Lantus and Toujeo are both once-daily, long-acting insulins. Use the chart to see how they compare.

Compared to a unit of any other long-acting insulin

††Toujeo: 42 days Lantus 28 days

Please see Full Indication, Limitations of Use and Important Safety Information for Toujeo (insulin glargine injection) 300 Units/mL

Please see Full Prescribing Information

Interested?

Talk with your doctor about how Toujeo compares with Lantus, or visit toujeo.com

LEARN MORE
  • You can apply for a $0* copay—whether Lantus is covered by your commercial insurance or not.
  • If you are on Medicare Part D—8 out of 10 patients on Medicare Part D receive prescription coverage of Lantus at the lowest branded copay.
  • What if I don’t have insurance? Can I still save on Lantus? Yes, Sanofi is committed to providing savings for people who pay full retail price for Lantus. If you qualify, you’ll pay $99* for a 10ml vial or $149* for a pack of 5 pens.
Sign Up Now

*Subject to eligibility. Restrictions apply.

Lantus is the most prescribed long-acting insulin. Developed by the makers of Lantus, SOLIQUA 100/33 combines Lantus with lixisenatide, a non-insulin diabetes medicine, to work together to help lower A1C. It was developed for adult patients with type 2 diabetes who have been unable to lower their A1C with diet, exercise, and long-acting insulin (< 60 units daily).

SOLIQUA 100/33 does more than insulin alone; it works 5 ways in your body to help deliver blood sugar control and lower A1C.

Is SOLIQUA 100/33 right for you? Find out more at soliqua100-33.com

Based on TRx data from IMS Health, NPATM monthly database, time period from May 2003 to January 2018.

Please see Full Indication, Limitations of Use and Important Safety Information for SOLIQUA 100/33

Please see Full Prescribing Information

Yes, Sanofi is committed to providing savings for people who pay full retail price for Lantus. If you qualify, you’ll pay $99* for a 10ml vial or $149* for a pack of 5 pens.

*Subject to eligibility. Restrictions apply.

What is Toujeo® (insulin glargine injection) 300 Units/mL?

Prescription Toujeo® is a long-acting insulin used to control blood sugar in adults with diabetes mellitus.

  • Toujeo® contains 3 times as much insulin in 1 mL as standard insulin (100 Units/mL)
  • Toujeo® is not for use to treat diabetic ketoacidosis
  • Toujeo® should not be used in children

Important Safety Information for Toujeo® (insulin glargine injection) 300 Units/mL

Do not take Toujeo® if you have low blood sugar or if you are allergic to insulin or any of the ingredients in Toujeo®.

Do NOT share your pen(s) with other people, even if the needle has been changed. You may give other people a serious infection, or get a serious infection from them.

Before starting Toujeo®, tell your doctor about all your medical conditions, including if you have liver or kidney problems, if you are pregnant or planning to become pregnant, or if you are breastfeeding or planning to breastfeed.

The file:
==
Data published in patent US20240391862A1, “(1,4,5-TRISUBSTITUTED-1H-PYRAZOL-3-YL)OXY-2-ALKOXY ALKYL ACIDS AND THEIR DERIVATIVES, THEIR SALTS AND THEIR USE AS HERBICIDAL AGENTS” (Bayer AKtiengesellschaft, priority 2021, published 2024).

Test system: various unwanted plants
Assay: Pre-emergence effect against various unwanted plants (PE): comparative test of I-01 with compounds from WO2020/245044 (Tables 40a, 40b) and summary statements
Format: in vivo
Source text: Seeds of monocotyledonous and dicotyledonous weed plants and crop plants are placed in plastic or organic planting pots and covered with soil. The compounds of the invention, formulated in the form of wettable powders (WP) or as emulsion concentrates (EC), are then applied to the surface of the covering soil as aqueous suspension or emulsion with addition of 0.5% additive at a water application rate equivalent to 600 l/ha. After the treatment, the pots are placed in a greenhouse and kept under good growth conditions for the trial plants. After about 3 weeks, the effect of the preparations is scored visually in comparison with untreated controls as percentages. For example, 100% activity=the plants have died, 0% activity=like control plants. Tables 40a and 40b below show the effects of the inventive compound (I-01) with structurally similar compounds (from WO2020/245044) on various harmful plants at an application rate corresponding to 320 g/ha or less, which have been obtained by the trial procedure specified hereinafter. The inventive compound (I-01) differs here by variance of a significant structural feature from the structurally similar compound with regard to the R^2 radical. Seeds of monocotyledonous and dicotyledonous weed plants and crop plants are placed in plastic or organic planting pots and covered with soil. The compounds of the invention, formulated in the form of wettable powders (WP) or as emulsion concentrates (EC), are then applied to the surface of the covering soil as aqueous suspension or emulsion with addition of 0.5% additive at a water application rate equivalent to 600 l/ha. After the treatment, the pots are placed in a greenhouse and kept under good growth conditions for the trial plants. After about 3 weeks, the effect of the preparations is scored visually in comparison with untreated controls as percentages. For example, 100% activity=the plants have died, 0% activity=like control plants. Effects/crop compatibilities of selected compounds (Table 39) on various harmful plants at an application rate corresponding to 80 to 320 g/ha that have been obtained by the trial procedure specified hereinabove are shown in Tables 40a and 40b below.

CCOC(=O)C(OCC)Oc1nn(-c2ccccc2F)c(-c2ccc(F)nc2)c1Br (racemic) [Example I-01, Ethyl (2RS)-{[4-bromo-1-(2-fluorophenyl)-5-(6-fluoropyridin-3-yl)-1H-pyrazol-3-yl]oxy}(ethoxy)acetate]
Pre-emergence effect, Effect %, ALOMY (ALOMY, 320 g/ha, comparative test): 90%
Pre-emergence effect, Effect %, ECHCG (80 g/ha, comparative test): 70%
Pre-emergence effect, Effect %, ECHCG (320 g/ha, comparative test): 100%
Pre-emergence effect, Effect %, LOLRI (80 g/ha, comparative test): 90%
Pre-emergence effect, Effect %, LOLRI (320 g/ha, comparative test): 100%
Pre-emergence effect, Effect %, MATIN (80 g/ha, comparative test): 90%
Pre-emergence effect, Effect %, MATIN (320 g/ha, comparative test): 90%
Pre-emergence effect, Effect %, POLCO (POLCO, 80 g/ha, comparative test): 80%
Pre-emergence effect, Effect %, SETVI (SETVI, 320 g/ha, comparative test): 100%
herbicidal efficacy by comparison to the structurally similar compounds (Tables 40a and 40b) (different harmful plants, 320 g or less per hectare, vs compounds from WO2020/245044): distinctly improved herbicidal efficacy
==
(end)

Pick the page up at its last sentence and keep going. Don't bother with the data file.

Heart failure can occur if you are taking insulin together with pills called TZDs (thiazolidinediones), even if you have never had heart failure or other heart problems. If you have heart failure, it may get worse while you take TZDs with Toujeo®. Your treatment with TZDs and Toujeo® may need to be changed or stopped by your doctor if you have new or worsening heart failure. Tell your doctor if you have any new or worsening symptoms, including:

  • Shortness of breath
  • Sudden weight gain
  • Swelling of your ankles or feet

Tell your doctor about all the medications you take, including OTC medicines, vitamins, supplements, and herbal supplements.

Toujeo® should be taken at the same time once a day. Test your blood sugar levels daily while using any insulin. Do not change your dose or type of insulin without talking to your doctor. Verify that you have the correct insulin before each injection. Do NOT use a syringe to remove Toujeo® from your pen. Your dose for Toujeo® may be different from other insulins you have taken. Any change of insulin should be made cautiously and only under medical supervision.

Do NOT dilute or mix Toujeo® with any other insulin or solution. It will not work as intended and you may lose blood sugar control, which could be serious. Use Toujeo® only if the solution is clear and colorless with no particles visible.

While using Toujeo®, do not drive or operate heavy machinery until you know how Toujeo® affects you. Don’t drink alcohol or use other medicines that contain alcohol.

The most common side effect of any insulin, including Toujeo®, is low blood sugar (hypoglycemia), which may be serious and life-threatening. Severe hypoglycemia may cause harm to your heart or brain. Symptoms of serious low blood sugar may include shaking, sweating, fast heartbeat, and blurred vision.

Toujeo® may cause severe allergic reactions that can lead to death. Get medical help right away if you have:

  • A rash over your whole body
  • Shortness of breath
  • Swelling of your face, tongue, or throat
  • Extreme drowsiness, dizziness, or confusion
  • Trouble breathing
  • Fast heartbeat
  • Sweating

Toujeo® may have additional side effects including swelling, weight gain, low potassium, and injection site reactions, which may include change in fat tissue, skin thickening, redness, swelling, and itching.